Want to make your canoe a fast rowboat? canoes are cheap , I got mine for $150 from Craigslist.org, the double ended shape of a canoe is excellent for rowing, and you won't sacrifice the ability to paddle your canoe when you want to. If you look at early rowing shells they closely resemble canoes, so the shape is right for speed.
The idea of folding gate hinge out riggers is one I saw in a small boating magazine called 'messing about in boats' (MAIB), I just adapted it to a Coleman canoe. It can be done to any small boat that is rowable, however you don't want your oarlocks more than 4 feet apart, for ease of rowing. (I have read some people say up to 5' is ok, not for me though)
I have been rowing my Coleman canoes for 5 years now, the pictures of the red canoe are from the second canoe I modified, the first (green ) was returned to my dad as it was his. He just paddles the canoe now and the extra hardware and outriggers don't interfere at all, in fact he doesn't even notice they are there.
As I have the canoe set up here it is intended for at least one passenger in the back, otherwise you will need almost as much ballast as you weigh, as your weight is ahead of the center of the boat. For easier handling and speed you want the stern of the boat to be an inch or two deeper than the bow, otherwise the boat tends to 'spin out' without constant attention. My wife and kids make perfect ballast, and when she wants she paddles for speed or exercise.
I traded a 15' canoe I bought that same day for the 17' canoe, both canoes were found on CL. (craigslist.org)

Step 1: Parts and Tools Needed

A canoe or small row boat, sail boat, kayak, etc.
-a pair of oars, I made mine myself from a 2X4" ripped in half and some scrap plywood epoxied together, or you can buy those lousy ones from the store.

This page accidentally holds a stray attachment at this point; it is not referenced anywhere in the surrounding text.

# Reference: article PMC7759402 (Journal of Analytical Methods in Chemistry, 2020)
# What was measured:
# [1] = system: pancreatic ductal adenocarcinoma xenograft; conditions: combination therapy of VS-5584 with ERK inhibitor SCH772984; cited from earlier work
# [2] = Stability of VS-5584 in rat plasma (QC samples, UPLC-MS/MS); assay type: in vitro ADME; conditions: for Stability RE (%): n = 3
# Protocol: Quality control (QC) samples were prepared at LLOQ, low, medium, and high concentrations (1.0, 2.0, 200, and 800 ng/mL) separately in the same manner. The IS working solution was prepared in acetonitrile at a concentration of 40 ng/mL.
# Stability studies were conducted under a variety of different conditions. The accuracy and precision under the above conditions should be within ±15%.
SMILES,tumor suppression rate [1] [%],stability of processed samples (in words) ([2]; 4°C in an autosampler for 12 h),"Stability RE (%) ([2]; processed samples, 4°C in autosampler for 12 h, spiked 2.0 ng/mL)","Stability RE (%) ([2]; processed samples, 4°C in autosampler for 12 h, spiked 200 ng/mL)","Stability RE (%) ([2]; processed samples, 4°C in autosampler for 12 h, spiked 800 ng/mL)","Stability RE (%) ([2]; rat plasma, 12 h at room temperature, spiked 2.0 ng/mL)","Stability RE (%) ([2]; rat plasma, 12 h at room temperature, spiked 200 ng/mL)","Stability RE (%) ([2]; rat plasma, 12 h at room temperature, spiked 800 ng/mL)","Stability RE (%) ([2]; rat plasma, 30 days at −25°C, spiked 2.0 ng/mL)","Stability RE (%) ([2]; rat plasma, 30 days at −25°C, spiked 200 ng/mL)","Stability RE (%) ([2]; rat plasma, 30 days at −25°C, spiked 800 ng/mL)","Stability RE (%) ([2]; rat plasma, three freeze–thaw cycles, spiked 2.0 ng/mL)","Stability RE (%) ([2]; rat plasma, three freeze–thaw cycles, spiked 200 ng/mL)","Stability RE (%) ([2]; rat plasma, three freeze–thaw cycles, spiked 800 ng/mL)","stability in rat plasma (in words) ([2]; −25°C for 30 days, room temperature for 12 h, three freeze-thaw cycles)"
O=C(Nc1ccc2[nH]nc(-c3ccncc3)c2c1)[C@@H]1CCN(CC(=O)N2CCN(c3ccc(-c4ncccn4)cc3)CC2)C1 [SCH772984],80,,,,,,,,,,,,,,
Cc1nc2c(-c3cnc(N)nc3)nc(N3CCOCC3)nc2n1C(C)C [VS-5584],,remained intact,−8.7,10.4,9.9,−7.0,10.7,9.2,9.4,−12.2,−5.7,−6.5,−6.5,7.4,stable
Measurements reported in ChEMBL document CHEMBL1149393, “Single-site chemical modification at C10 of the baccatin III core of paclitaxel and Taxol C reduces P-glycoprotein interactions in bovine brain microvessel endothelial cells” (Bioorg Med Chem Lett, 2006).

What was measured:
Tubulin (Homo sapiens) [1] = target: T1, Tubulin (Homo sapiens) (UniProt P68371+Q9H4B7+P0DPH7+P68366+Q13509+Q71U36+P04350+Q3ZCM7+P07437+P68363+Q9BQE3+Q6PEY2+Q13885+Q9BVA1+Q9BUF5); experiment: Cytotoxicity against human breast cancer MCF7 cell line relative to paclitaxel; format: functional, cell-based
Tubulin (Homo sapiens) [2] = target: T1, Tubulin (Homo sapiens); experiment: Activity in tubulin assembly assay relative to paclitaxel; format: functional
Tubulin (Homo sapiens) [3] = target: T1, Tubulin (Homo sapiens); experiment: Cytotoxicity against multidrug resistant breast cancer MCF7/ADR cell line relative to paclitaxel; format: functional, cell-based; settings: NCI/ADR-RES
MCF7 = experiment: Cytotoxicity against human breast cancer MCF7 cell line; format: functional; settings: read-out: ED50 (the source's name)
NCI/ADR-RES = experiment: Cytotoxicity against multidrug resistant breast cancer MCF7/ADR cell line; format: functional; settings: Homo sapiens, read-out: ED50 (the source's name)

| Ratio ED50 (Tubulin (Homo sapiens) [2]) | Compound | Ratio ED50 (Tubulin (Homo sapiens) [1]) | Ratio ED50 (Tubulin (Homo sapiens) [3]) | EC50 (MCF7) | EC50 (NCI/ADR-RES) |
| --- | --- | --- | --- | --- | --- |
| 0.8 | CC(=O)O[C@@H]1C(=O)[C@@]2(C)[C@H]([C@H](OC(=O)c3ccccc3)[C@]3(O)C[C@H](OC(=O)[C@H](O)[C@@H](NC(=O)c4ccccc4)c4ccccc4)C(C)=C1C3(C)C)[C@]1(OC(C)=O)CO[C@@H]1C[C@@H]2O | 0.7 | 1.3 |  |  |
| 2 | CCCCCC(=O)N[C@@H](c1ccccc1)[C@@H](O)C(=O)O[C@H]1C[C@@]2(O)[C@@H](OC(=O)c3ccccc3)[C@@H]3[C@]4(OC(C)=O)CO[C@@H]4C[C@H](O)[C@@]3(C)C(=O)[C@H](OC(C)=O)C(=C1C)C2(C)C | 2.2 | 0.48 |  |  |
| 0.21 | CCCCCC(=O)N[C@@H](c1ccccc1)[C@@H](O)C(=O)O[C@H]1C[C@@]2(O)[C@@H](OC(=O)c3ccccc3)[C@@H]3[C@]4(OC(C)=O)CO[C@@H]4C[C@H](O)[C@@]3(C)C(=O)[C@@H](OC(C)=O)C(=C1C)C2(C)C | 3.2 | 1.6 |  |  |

-a pair of oarlocks, for fishing look for the kind that have a pin through the oar shaft so you can just let go when you get a hit, I got regular old U shaped ones on eBay.
-a pair of oarlock sockets, "T" shaped. (another source for these boaty parts is duckworks.com)
-Two gate hinges, you want a spread of about 4' between oarlocks, I got 10" gate hinges from home depot, you want the kind with a long tapered end and a rectangular end.
-six bolts, sized to fit the holes in the gate hinge.
-nuts and washers for the bolts
-aluminum angle or 1" square tubing long enough to reach from the center thwart to the back of the front seat twice. If you have a wood or fiberglass canoe a nice varnished piece of wood to match the rails would work and blend in better. (this is to keep the rail from flexing)
-four bolts with nuts and washers to secure the oarlock sockets to the gate hinges.

:a power drill and drill bits
<p>This idea is genius,rowing is so much more efficient than paddling.Thank you for sharing this idea.</p>
Excellent instructable. I always thought that adding real oars would make a good canoe go faster! Hey: for some added power, can you make the seat slide (like in racing boats)? Might be difficult to accomplish (you'd need some good rails) but this will make you use your legs for extra power (legs are much more powerful than arms!).